‘I Love My Dad’: Weird and Wonderful Story of Fishing Your Own Son
It sounds like a tabloid headline or the title of a particularly inappropriate Subreddit: I Got Catfished By My Own Father. Still, “I Love My Dad,” which opened in theaters Friday and whose title points in at least two directions, is more than just a one-joke cringe-fest. On the contrary, it goes some honest and touchingly real places in the eternal battle between parent and child – while making you want to rinse your eyeballs with lye.
Worst of all? (Or best, depending on how much of a schadenfreude you are.) This really happened to James Morosini. Speaking recently by Zoom from his home in Los Angeles, the lanky filmmaking triple threat, 32, speaks up. “When I was about 20 years old, I got into a big fight with my dad and I decided in a 20-year-old way that I wanted to cut him out, that I was done with him. Blocked him on Facebook, changed his name on my phone to Don’t Answer. And I came home one day and this really beautiful girl sent me a friend request on Facebook and she had all the same interests as me and all these amazing pictures. I got really excited and I started to feel a little better about myself. My self-esteem started to improve. And then I found out it was my dad and he created this thing as a way to make sure I was okay.”
And how long did the deception last? “Longer than I’d like it to be, I’d say.”
At the same time, Morosini says that the disaster on social media led to a strange kind of showdown between father and son. “It forced our relationship to hit this rock bottom, which made an experience of honesty start to become more important in our relationship. And that’s what the film is about in many ways. How are we honest in our relationship? And what will that is, to be closer to someone if you get closer to them in a dishonest way?”
“I Love My Dad” has broken the filmmaker out of his generational cohort of young Hollywood guys who all write and act and put weird comedy shorts on the Internet while hoping for their big break. Morosini grew up shooting small action videos in the Boston suburbs — “kids with boxing gloves on who don’t know how to fight, trying to beat each other” — and after graduating from the University of Southern California’s School of Cinematic Arts, tried to make it as an actor, finding some success (“American Horror Story” on FX, “The Sex Lives of College Girls” on HBO Max) and little fulfillment.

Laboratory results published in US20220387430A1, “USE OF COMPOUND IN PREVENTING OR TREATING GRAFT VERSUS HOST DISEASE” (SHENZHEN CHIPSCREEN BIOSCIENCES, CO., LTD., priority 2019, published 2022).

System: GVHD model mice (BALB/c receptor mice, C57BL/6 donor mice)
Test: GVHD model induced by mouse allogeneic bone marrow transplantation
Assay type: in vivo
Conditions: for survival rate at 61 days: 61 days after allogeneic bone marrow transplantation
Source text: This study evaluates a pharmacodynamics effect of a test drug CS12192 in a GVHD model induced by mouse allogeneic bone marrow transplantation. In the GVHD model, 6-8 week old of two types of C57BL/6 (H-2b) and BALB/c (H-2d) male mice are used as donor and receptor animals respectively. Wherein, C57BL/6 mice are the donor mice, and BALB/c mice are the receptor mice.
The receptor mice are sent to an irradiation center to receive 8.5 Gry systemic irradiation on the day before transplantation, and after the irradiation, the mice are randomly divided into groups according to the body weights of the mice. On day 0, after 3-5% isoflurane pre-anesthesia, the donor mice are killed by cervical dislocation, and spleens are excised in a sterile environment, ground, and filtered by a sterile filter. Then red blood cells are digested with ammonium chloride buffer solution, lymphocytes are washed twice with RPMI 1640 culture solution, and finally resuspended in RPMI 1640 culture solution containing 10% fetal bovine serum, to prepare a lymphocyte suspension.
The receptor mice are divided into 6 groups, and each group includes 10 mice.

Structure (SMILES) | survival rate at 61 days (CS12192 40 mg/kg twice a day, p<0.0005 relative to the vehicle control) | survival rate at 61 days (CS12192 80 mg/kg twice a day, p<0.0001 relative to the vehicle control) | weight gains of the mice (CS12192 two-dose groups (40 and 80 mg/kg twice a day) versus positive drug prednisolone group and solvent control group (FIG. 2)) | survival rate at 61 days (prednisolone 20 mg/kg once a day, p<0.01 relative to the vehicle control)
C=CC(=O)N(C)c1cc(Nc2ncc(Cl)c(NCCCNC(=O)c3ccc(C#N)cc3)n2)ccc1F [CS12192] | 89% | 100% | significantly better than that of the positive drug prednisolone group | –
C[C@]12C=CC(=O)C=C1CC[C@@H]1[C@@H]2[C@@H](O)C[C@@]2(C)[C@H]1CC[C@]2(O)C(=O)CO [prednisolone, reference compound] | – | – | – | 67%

“I was often cast as a brother or as the dumb guy,” he says. “I lived decently, but I wasn’t necessarily that fulfilled creatively. So I spent a lot of time writing features and doing web series and watching an obsessive amount of movies. I’d go down, like, the AFI Top 100. I’d go down the Sight & Sounds Top 100. I’d go country by country. I spent a lot of time with Éric Rohmer and became really obsessed with Michael Haneke.”
That eclecticism reflects the films Morosini likes and the films he wants to make. “I admire a big-budget Hollywood film,” he says, “but then I also love the more personal indies. And I think my intention is to try to combine these feelings. My dream is to make spectacle films with a big budget, which has a certain strangeness about it, which almost has a taboo embedded in it in some way.”
With “I Love My Dad” he has beaten the taboo part. The scenes where a lovelorn Franklin wants to get intimate with his new Internet girlfriend while Chuck on the other end of the phone frantically tries to back off and then improvise are horrifyingly funny or hilarious, especially when seen with an audience in full vocal mortification .
“It’s part of the mischievous pleasure of the film, watching everyone freak out while watching it,” admits the director. “And I think that was my intention, to take people through that roller coaster where some parts are really sarcastic and then there are parts that are really sincere and the audience has to be on their toes the whole time.”
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He has particular praise for his co-star, who commits to the role of Chuck with a fearlessness that inspires a kind of tender awe. “Patton is able to bring lightness to darkness, and he’s also able to work with tone, where he’s able to shift gears and go from light to dark and dark to light,” says Morosini. “And he approaches all this work with a great sense of humanity.”
Reached by email while in San Diego for Comic-Con, Oswalt said of working with Morosini, “He gave me something great to play against, in that in a lot of our scenes you see that he doesn’t me anything, because these are the walls the son has put up around his father. My attempt to break through these walls created this terrible tension and led to some real emotions [and human comedy].”
When asked what he sees in Morosini’s future, Oswalt replied, “I have no idea where he’s going. He’s going to zig and zag like the great directors of the early ’70s. Sidney Lumet went from ‘Serpico ‘ to ‘Murder on the Orient Express’ to ‘Dog Day Afternoon’ to ‘Network.’ The directors who are true seekers never try to create a niche. They try to expand the canvas.”
Morosini embraces that quest. “I feel like I have a very special thing that I’m chasing, and I can’t even quite articulate it,” he says. “But I know that ‘I love my father’ is a step on that journey.”
Before the next step, however, the world wants to know: What did Morosini’s father think of the film? “I was nervous about him seeing it,” says the filmmaker, “but he loves it and he’s in on the joke and is able to laugh at himself. And I don’t know, that’s how I try to process things in my own life. How can I laugh at them and realize that in the grand scheme of things you can laugh at anything?”
One answer is to make an audience laugh – and feel – along with you.
Ty Burr is the author of the movie recommendation newsletter Ty Burr’s Watch List on tyburrswatchlist.substack.com.